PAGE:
Follow our 10 top tips for a painless transition into the new school year.
(1) Make Shopping Fun
If your child is nervous about starting a new school, taking them shopping for their uniform and supplies can be a good way to get them engaged. Reward good behaviour on the shopping trip with lots of praise, try to inject a sense of excitement and maybe get them to model their new uniform for siblings or friends. It’s also a good move to shop as early as possible as, the closer it gets to the start of the new term, the less likely you are to bag a bargain.
(2) Be Prepared
Ask the school for classroom supply lists before shopping for school supplies. Forewarned is forearmed … and helps protect the family budget. Items like a themed lunchbox and new pencil cases and books help make the ‘back to school’ experience more fun.
(3) Take the Tour
If the school offers an orientation tour for new students and parents, take advantage. It will give your child a welcome sense of familiarity with what’s to come and is also a good chance to meet teachers and other students.
(4) Ease Into It
The first day of school is no time for a drastic adjustment of household sleep schedules. Instead, ease children back into a school year routine gradually. During the last two weeks of summer, re-introduce a school year bedtime. Begin waking late sleepers earlier and earlier, closer to the hour they’ll need to rise when school begins.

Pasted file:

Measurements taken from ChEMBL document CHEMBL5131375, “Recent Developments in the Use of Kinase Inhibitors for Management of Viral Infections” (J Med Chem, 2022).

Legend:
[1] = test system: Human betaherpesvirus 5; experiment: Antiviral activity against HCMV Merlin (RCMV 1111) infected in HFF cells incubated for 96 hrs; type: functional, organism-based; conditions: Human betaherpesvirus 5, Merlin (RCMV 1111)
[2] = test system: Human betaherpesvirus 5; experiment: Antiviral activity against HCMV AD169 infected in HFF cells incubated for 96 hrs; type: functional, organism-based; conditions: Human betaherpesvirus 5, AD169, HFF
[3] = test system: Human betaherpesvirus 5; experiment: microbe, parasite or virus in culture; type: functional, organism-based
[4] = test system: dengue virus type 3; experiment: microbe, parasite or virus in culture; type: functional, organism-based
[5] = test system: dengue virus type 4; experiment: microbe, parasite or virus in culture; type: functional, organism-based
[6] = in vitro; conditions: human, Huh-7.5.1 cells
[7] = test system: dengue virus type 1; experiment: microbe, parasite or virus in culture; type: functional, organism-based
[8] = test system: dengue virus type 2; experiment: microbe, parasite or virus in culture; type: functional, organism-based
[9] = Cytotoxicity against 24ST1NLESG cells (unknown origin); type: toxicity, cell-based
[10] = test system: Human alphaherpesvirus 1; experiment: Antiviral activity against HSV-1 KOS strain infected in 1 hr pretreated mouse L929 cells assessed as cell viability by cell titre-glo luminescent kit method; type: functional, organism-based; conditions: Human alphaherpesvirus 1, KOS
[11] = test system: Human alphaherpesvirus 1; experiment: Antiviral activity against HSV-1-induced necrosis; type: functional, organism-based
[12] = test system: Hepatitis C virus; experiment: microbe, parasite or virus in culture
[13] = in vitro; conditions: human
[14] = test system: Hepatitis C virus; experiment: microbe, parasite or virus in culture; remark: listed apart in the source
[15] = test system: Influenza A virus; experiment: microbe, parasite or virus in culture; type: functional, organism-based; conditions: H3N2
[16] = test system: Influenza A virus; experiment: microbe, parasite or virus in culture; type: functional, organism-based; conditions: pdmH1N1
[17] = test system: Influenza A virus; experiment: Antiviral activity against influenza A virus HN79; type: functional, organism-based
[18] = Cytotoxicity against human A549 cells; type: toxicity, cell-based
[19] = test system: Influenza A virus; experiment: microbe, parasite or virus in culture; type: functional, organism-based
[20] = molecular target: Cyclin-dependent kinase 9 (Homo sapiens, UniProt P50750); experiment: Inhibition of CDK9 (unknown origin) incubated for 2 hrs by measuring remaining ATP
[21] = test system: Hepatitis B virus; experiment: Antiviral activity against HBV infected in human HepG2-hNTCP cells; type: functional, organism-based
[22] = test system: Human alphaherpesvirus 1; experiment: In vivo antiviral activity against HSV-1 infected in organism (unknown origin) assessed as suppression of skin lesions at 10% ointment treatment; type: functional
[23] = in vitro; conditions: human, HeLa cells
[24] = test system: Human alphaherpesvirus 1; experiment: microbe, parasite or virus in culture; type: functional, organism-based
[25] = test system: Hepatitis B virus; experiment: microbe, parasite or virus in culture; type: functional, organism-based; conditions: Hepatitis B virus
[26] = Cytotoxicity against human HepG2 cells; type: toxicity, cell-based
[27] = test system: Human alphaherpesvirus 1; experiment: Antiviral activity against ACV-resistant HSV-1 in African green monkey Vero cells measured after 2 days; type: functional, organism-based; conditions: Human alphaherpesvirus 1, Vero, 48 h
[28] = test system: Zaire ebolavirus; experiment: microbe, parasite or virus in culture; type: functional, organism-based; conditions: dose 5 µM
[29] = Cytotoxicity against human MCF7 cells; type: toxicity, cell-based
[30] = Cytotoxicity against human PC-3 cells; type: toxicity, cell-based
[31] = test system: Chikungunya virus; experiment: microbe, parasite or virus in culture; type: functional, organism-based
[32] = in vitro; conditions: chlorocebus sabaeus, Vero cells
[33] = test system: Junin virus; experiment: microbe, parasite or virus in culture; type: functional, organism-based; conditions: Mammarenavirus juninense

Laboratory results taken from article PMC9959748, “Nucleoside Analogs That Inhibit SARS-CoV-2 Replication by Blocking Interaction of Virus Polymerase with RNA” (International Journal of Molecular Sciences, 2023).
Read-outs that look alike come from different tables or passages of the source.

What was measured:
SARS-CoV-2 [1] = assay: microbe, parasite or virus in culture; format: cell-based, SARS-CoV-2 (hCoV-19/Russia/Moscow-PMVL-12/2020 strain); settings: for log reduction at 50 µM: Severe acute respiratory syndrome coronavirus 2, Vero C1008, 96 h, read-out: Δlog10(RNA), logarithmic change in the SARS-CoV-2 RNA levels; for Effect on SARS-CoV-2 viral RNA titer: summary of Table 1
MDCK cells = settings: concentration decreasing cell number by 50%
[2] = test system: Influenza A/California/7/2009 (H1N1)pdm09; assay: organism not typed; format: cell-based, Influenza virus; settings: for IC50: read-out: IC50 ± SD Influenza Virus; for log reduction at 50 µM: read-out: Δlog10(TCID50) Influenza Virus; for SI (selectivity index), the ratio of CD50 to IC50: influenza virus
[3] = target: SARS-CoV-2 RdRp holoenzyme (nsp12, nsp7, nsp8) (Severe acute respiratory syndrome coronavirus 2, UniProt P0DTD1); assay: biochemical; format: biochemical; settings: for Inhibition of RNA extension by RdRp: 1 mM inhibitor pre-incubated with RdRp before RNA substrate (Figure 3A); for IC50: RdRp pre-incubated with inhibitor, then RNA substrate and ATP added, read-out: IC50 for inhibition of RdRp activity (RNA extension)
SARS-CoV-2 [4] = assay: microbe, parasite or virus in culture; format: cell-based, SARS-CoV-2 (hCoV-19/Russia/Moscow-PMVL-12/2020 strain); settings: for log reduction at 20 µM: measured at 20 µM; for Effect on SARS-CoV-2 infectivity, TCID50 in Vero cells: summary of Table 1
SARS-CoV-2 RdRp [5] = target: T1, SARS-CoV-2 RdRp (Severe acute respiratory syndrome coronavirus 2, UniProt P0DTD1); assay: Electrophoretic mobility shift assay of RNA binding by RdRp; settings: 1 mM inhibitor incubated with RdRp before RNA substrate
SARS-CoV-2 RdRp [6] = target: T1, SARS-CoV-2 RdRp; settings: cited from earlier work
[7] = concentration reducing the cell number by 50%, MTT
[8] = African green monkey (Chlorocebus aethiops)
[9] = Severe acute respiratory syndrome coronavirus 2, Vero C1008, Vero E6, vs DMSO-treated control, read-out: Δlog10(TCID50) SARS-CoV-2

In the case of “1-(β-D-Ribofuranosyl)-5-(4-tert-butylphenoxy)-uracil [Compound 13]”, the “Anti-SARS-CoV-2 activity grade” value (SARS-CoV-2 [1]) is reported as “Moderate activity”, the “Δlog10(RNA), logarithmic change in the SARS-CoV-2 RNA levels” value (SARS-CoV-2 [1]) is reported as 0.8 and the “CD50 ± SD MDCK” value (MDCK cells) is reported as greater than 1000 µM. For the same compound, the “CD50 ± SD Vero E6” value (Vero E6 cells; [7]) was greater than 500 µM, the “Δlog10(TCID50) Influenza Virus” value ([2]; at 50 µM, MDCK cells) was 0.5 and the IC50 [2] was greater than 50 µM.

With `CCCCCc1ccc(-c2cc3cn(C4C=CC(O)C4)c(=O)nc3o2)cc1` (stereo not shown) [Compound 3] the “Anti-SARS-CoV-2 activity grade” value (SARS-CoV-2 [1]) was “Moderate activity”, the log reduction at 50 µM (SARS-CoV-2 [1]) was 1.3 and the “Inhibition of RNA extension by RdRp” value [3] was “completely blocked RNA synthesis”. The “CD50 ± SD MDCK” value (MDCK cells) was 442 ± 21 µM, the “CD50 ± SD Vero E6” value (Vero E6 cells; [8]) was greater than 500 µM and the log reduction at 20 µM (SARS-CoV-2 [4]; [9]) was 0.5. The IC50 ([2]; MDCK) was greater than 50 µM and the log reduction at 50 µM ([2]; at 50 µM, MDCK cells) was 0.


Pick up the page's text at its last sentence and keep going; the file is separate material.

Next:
(5) Most Important Meal of the Day
Studies have shown that youngsters who eat a good breakfast benefit from better concentration throughout the day, so make sure there is time for them to eat before they leave home. Try to include protein and fibre such as eggs and sugar-free cereal in their meal.
(6) The First Day
Remind your child that there are probably a lot of students who are uneasy about the first day of school. Point out the positive aspects of starting school such as seeing old friends and meeting new ones. If necessary refresh positive memories about previous years.
(7) Pack a Snack
Kids need to eat and drink during the day and, whether they are having a school meal or taking a lunch box, giving the option to pick their own snacks and drinks will give little ones a feeling of excitement and ensure older students have something they are actually likely to consume. Fruit, baby veggies and flavoured waters are always a good option. Check the school’s policy on nuts before including these in a snack pack as other children may have allergies. Also find out the policy on drinking throughout the day as hydration is paramount, particularly in our temperatures.
(8) Master the Calendar
Make sure to get a term schedule, so you’ll know when your child will be studying which subjects and can ensure they have the correct books and equipment. As the term goes on, older kids may well take on this responsibility themselves but, at the start, it’s a good thing for you to be aware of what’s needed.
(9) After School Action
Many of the island’s schools have comprehensive after-school activity programmes. Talk to your child about developing an existing interest or exploring something new, which could open up ways to make new friends. But, though there are lots of options available, don’t allow them to take on too much, to the detriment of their school work.
(10) Home Study
From an early age, children will be required to complete study outside school hours. Create an environment that is conducive to doing homework such as a work space in their bedroom or other quite area. Help them to schedule enough time for homework. Establish a household rule that the TV and other electronic distractions stay off during homework time and supervise computer and Internet use.
Be available to answer questions and offer assistance, but never do a child’s homework for him or her and if your child is struggling with a particular subject, talk it over with their teacher to see if extra help or tutoring may be available.